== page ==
Many art dealers have the experience of being offered some object in trade, the most common being another work of art, although other items may be suggested as well. "When the gold boom was going on, someone once paid me in gold coins," New York art dealer Andre Emmerich said. Gilbert Edelson, administrative vice-president of the Art Dealers Association of America, noted that he has heard of instances in which jewelry is used in a trade: "Everything is OK as long as both parties agree."

The aim, according to Gray, is to "help make the transaction as painless as possible; it's part of maintaining the friendly relationship between the collector and dealer." In addition, he added, exchanges of property offer a "psychological benefit" to the collector who will "trade something they don't think is as valuable as what they're getting, although it usually is. I'm not in this business to lose money."

While speeding up the sale of artwork, noncash exchanges may add several layers of complication for both collector and dealer. The dealer may owe a consignor after the swap has taken place, and that person is not likely to want anything other than cash; a dealer now in possession of a house now will be the one scrambling for money to pay the consignor. The object offered in exchange for art may need to be appraised, and differing estimates could lead to protracted negotiations that slow down the sale and sour the relationship between dealer and collector. Even a generous appraisal, of course, is not money in the bank, "and someone may end up getting the short end of the stick," Peters said. Of the three instances in which he has accepted stocks for artwork, "in one case, I made out great, making 10 times my money; in another case, I guess I came out even." In the third instance, he is still holding onto the stock, waiting for a favorable time to sell.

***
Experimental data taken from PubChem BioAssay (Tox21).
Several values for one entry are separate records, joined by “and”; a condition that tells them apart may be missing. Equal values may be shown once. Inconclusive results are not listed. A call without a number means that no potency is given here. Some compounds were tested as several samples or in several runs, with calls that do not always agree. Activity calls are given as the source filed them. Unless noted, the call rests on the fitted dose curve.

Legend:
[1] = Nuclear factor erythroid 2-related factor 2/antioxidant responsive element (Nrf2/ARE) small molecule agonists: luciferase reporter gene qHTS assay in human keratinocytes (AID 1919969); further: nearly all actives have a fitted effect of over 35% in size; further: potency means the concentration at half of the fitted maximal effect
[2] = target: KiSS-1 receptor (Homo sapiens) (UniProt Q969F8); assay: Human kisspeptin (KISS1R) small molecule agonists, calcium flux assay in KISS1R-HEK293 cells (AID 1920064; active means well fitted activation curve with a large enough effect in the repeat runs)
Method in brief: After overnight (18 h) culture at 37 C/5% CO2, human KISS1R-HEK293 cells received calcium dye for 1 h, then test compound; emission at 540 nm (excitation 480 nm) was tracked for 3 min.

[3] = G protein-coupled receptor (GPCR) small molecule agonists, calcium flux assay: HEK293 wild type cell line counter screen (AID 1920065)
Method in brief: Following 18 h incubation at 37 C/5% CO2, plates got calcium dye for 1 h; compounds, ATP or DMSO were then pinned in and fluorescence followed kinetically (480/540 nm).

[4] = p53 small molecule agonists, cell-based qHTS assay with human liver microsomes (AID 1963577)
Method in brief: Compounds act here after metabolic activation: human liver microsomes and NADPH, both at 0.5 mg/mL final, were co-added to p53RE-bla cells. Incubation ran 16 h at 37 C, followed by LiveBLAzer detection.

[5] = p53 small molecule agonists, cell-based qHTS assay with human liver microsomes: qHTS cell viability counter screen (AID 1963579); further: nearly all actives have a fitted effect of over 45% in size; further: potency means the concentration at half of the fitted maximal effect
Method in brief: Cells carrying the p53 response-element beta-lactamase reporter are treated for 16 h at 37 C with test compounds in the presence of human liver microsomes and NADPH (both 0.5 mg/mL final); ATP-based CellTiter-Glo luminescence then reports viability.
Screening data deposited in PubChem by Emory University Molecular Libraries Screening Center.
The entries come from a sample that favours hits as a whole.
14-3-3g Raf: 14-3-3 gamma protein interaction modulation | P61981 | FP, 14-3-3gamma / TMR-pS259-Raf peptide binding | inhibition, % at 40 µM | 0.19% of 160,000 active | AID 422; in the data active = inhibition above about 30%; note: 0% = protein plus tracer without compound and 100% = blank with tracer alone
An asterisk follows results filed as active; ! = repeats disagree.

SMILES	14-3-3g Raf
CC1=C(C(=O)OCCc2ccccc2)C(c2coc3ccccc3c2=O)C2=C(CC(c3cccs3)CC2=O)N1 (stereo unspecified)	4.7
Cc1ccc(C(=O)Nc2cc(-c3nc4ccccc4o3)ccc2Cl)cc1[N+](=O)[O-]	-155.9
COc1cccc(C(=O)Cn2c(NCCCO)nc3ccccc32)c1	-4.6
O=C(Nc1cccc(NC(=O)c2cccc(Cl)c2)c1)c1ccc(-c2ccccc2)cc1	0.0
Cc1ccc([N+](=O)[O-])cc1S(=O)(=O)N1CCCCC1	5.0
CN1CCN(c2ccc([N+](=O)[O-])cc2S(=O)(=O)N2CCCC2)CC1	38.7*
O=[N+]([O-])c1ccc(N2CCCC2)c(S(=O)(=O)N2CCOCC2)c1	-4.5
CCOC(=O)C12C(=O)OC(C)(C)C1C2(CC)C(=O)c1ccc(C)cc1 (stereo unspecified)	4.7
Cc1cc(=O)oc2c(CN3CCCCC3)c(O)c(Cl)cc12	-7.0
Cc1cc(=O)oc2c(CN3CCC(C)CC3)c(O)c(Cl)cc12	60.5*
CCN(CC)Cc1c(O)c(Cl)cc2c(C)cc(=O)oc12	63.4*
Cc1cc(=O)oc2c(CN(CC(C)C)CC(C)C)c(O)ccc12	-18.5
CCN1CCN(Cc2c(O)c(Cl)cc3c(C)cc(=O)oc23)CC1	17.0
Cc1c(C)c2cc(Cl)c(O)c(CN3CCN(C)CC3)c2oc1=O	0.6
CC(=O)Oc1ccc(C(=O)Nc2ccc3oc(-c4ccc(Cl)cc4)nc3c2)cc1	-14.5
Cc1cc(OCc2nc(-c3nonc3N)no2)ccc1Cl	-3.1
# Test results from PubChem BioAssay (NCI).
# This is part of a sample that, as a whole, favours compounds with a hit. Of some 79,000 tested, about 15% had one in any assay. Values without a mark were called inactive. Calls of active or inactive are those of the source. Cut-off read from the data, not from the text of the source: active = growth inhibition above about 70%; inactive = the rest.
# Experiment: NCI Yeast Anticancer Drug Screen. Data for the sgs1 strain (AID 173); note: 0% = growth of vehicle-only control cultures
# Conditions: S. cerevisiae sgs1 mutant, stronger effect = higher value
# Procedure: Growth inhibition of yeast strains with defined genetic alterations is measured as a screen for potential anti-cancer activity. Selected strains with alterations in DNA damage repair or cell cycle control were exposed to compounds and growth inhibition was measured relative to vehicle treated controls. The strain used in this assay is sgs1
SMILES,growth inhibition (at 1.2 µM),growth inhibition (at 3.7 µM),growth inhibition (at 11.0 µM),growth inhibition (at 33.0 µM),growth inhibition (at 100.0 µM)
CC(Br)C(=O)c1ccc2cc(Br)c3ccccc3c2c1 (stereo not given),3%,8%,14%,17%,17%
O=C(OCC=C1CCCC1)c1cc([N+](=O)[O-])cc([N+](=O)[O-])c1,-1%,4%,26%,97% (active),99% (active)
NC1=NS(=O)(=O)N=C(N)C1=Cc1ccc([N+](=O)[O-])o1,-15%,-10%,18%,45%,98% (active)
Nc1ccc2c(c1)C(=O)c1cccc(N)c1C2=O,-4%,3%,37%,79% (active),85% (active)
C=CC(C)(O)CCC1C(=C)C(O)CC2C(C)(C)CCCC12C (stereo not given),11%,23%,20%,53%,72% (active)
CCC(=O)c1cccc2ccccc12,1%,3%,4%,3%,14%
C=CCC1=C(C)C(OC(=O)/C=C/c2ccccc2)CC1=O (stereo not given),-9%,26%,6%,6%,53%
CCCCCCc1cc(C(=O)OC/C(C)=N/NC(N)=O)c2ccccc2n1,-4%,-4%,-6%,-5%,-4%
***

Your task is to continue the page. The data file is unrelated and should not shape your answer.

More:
When a collector offers artwork in exchange for a piece, the dealer may accept the work in a straight swap or arrange to sell the offered object in order to raise money toward purchasing the piece. Robert Fishko, director of New York's Forum Gallery, has "acquired works for inventory, and you take a risk every time when you do that," while Emmerich has "put up at auction" works offered by collectors in exchange, because "I don't like to gamble. If I sell you a painting for $100,000, I want $100,000. I don't want to hope that I can some day sell it."

At other times, the artwork offered by the collector may be outside of the field in which the dealer operates. Jane Kallir, director of Galerie St. Etienne in New York City, which specializes in Austrian and German expressionist art, described being offered once a drawing by Henri Matisse. "We could sell it for them, but there are many other dealers much more in touch with the Matisse market than we are," she said, adding that she recommended the collector sell the drawing through one of those dealers and then purchase the artwork at her gallery. At other times, Kallir has brokered a sale through another dealer on behalf of a collector.

Dividing the exchange into two separate transactions (selling one item and buying another) simply makes the most sense, Kallir said. "Collectors should want to net as much money as possible, rather than just match the dealer's wholesale price." She added that it is sometimes difficult to get the sale and purchase dates to coincide, lessening the opportunity for the collector to use one artwork to acquire another.